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Mixed reactions as government withdraws security checkpoints on Kaduna — Abuja Highway

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Mixed reactions have trailed the advisory issued by Kaduna State Government to outlaw security checkpoints along the Kaduna-Abuja, Kaduna-Zaria and Kaduna-Birnin Gwari highways.

The state government, in its claim to rout the criminal elements, and end the menace of kidnapping and banditry along highways, said there would no longer be authorised checkpoints on the three major highways in the state. 

It would be recalled that within a week, on the Abuja-Kaduna Road, two persons were shot dead by bandits and seven persons kidnapped, including three students of Ahmadu Bello University (ABU), Zaria. 

Similarly, on the Kaduna -Zaria Road, gunmen also abducted a  State House of Assembly member, Suleiman Ibrahim Dabo,  representing Zaria Constituency.

However, the move by the government to bar security checkpoints without revealing any alternative plans to secure the highways has left people speculating and guessing. 

A commercial driver, Mr. Oyinlade, who plies Kaduna – Kwara – Abuja Road described the order as ‘a blessing in disguise.’

“These checkpoints are useless because of atrocities committed by police officers on duty. They kill drivers and collect bribes from drivers. Criminals also wear security uniforms to operate…”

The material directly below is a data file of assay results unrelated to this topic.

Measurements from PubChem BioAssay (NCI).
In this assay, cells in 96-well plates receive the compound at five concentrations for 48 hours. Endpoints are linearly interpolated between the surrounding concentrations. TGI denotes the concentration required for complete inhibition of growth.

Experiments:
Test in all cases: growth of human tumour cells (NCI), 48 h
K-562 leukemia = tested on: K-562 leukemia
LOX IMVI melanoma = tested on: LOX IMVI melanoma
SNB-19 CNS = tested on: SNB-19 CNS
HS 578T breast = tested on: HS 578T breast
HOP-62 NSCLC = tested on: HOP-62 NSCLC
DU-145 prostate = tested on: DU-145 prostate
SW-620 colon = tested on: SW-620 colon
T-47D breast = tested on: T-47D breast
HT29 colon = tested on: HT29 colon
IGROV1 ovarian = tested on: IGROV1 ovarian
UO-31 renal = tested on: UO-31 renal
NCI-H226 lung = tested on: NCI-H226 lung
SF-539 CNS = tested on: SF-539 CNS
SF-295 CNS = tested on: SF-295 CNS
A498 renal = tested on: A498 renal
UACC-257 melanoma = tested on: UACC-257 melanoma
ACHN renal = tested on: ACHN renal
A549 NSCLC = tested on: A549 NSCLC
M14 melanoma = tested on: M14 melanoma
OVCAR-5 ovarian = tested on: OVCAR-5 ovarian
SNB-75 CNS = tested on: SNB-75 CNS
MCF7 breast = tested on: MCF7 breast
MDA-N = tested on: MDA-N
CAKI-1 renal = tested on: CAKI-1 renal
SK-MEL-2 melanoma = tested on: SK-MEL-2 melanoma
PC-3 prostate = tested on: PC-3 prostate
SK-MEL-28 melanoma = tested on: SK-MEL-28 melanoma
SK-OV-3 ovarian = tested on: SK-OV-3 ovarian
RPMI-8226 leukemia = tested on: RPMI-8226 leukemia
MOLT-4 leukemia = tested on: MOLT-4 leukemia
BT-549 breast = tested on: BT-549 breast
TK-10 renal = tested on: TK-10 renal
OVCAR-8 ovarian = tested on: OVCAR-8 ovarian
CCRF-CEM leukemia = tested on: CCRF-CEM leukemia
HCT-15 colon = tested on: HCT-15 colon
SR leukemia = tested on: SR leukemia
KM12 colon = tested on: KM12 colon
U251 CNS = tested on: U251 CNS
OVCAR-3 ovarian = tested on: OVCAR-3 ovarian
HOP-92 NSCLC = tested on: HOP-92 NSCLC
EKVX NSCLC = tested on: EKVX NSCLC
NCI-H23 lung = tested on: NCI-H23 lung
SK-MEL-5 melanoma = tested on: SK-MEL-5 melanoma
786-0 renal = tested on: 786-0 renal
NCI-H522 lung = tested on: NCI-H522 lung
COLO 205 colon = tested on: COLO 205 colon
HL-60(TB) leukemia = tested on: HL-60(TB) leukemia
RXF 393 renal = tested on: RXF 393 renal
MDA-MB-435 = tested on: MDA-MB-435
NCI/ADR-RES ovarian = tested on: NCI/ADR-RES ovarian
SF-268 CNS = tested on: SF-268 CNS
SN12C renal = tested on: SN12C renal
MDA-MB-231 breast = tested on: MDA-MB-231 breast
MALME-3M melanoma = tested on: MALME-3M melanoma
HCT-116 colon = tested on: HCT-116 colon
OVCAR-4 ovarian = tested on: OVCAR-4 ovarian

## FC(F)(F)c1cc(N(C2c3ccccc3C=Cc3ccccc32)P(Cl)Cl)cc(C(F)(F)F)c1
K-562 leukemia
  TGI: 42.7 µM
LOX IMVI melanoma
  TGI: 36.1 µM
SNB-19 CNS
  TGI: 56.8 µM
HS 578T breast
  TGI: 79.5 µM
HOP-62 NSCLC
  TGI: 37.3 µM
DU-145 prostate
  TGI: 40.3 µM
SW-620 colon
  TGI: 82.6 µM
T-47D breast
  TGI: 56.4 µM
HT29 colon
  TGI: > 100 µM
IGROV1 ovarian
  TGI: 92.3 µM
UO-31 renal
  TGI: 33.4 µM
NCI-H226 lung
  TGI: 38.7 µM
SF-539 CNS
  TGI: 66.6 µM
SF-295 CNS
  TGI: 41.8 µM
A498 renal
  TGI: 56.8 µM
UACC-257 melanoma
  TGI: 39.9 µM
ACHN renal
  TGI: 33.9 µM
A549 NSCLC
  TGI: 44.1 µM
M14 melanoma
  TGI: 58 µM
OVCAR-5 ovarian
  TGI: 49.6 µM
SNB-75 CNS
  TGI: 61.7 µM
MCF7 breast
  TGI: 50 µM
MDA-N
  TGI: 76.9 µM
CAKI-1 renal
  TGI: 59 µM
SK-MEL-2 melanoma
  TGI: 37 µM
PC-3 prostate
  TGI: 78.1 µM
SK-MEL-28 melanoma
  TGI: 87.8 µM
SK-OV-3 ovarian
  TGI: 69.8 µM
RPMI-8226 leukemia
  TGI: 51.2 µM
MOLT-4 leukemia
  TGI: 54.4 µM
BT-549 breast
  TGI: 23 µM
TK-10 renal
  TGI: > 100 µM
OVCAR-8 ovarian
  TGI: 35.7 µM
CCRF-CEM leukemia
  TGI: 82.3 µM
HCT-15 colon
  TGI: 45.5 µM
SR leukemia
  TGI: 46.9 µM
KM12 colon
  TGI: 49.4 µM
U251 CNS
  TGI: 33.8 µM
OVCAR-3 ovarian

However, a private car driver, Mr. Jerry Sheyin, said he was not comfortable with it. 

“Physical appearance of security men gives people an assurance of safety. There should be checkpoints on our roads,” he said.
 
Kaduna resident,  Alhaji Tajudeen Tijani, said: “ There is no way the government can remove checkpoints without providing alternatives. The government must have concrete reasons for doing that.  The objective could be to protect the life and property of people plying the routes.”

Another resident, Charles Musa, described the move as unhealthy, noting that the presence of security men at roadblocks could instill fear in criminals. 

Similarly,  a Civil Society Organisation, Centre for Media Advocacy for Mother and Child (CAMAC) said it was possible that security outfits might have compromised by conniving with criminals to perpetrate evil, hence the need for their removal.  
 
The Executive Director of the group,  Mr Alex Uangbaoje, said: “What happened in Taraba regarding Wadume’s issue should teach us a lesson. I think the question we should be asking is: Have checkpoints changed anything?…”

The State Police Command’s PPRO, DSP Yakubu Sabo, assured motorists of adequate security on the highways, saying: “ With or without checkpoints, the police will be there on the highway to provide security. ”


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